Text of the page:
RHINELANDER - The fastest-growing sport among older adults may look a little funny to you.
Pickleball looks like table tennis - on a life-size court.
The game is taking off across the Northwoods.
Rhinelander's YMCA is the latest place to draw a crowd for pickleball.
"It started in Eagle River with a group, and there's a group in Minocqua playing, and now there's a group in Three Lakes playing, so Rhinelander obviously was the next venue that would be a great place," Active Older Adults Coordinator Marilyn Duschl says.
Pickleball is played in a similar way to tennis, but with wooden paddles and a wiffle ball.
Especially during long Northwoods winters, it's a good option for getting active indoors.
"It's a great sport for folks who are a little older because there's less ground to cover than when you're playing on the tennis court. It's just a heck of a lot of fun," says pickleball player Carol Pederson.
Pickleball is the fastest-growing game among older adults.
IRMA - Until Thursday, we never got an inside look at Lincoln Hills School and Youth Prison. We have heard from Lincoln Hills line staff and the Department of Corrections, but never were able to see the facility.
Thursday the DOC held a guided media tour of the school and living units. Newswatch12's Rose McBride has been following the stories that come out of Lincoln Hills for months now, and she went on that media tour.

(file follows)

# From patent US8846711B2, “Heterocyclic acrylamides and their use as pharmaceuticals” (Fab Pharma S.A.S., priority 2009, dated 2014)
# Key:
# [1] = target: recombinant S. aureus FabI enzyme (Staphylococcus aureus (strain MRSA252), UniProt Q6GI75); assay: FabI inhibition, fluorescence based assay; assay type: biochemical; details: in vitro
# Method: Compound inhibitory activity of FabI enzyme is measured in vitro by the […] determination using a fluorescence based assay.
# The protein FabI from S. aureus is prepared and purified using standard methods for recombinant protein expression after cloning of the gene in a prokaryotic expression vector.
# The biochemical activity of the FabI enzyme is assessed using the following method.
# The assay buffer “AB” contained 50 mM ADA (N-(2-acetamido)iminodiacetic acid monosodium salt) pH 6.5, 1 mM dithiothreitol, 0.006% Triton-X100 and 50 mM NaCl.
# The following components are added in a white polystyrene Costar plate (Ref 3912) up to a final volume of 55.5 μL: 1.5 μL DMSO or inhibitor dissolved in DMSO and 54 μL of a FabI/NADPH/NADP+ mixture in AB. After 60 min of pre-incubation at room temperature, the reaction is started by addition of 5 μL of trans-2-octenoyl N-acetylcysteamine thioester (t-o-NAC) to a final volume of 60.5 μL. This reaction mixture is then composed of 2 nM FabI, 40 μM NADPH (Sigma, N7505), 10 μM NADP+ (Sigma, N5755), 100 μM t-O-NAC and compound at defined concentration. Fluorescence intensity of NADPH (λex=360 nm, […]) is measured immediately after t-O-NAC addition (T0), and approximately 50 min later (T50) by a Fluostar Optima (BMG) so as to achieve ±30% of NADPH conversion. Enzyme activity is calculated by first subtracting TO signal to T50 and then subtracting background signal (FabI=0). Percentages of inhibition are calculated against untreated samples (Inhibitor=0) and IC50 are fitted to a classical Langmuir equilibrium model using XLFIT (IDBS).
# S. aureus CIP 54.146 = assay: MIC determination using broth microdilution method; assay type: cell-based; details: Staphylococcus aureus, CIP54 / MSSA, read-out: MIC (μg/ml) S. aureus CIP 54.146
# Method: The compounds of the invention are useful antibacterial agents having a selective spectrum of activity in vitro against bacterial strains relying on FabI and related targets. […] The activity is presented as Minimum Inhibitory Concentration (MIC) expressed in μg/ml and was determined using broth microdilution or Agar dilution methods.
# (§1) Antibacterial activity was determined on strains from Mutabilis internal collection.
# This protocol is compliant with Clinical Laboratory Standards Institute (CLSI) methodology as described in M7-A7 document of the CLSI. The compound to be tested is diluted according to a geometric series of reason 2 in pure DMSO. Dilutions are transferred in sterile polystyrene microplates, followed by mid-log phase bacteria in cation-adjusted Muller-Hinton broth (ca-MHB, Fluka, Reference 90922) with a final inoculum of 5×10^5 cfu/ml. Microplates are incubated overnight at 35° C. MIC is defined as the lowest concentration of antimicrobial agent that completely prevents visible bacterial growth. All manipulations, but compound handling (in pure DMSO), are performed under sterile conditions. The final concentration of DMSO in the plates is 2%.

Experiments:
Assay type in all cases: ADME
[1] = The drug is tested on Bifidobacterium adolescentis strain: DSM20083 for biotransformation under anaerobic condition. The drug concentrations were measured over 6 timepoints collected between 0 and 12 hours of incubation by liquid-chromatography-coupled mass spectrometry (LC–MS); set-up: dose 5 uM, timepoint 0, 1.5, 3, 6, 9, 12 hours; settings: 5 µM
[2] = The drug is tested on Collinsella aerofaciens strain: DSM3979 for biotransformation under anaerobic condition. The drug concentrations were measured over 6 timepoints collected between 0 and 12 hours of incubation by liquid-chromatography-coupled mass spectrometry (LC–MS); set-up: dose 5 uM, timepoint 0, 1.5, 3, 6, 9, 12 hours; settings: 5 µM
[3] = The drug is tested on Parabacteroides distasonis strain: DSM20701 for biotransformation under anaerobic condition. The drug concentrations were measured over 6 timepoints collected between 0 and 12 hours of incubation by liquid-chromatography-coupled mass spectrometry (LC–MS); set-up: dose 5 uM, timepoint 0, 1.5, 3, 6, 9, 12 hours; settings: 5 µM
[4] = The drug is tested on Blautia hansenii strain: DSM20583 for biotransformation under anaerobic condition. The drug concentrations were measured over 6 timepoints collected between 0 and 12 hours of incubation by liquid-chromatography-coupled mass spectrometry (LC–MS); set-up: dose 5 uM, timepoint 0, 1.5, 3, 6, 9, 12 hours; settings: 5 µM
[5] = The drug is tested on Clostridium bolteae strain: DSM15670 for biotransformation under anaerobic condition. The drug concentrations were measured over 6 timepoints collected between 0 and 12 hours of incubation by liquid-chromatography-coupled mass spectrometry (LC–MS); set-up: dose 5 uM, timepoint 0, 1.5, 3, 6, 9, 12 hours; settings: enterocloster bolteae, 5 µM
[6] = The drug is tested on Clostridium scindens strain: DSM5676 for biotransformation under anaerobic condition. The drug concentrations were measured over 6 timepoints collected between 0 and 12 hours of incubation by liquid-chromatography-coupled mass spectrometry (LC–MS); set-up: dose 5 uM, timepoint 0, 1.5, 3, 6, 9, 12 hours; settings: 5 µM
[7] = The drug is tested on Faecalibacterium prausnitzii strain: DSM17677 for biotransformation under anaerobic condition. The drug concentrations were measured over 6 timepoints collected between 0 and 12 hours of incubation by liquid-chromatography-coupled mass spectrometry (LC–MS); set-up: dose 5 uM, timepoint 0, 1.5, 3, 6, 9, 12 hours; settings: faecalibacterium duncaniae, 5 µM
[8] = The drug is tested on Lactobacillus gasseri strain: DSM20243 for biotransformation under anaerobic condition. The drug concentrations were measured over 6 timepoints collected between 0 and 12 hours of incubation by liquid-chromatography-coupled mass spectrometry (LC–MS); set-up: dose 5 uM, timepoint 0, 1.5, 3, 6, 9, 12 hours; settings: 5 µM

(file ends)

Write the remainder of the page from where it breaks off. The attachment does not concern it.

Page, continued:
RHINELANDER - Thursday Rhinelander turned into the city of lights. The Light of the Northwoods kicked off its drive-through light show at Hodag Park today. "We never got to do anything like this when I was a kid," said volunteer Corey Passmore. However, Passmore's son will get the chance to experience a Christmas in a way his father was never able to. "As far as I can think back we've never had anything like this in Rhinelander," said Passmore. Months of preparation, hundreds of hours setting up, and more than a dozen creative minds helped create magic in Rhinelander. "Symbolizes an opportunity for community to come together," said YMCA of the Northwoods CEO Ryan Zietlow.
RHINELANDER - It costs nearly $240,000 to run Rhinelander's homeless shelter every year.
Frederick Place got an extra boost this month to help cover those costs with two grants totaling $8,000.
"With our just shy of $240,000 annual operating budget, we typically only get $40,000 from the state and federal government. So we are raising that $200,000 every single year," said NATH Executive Director Tammy Modic.
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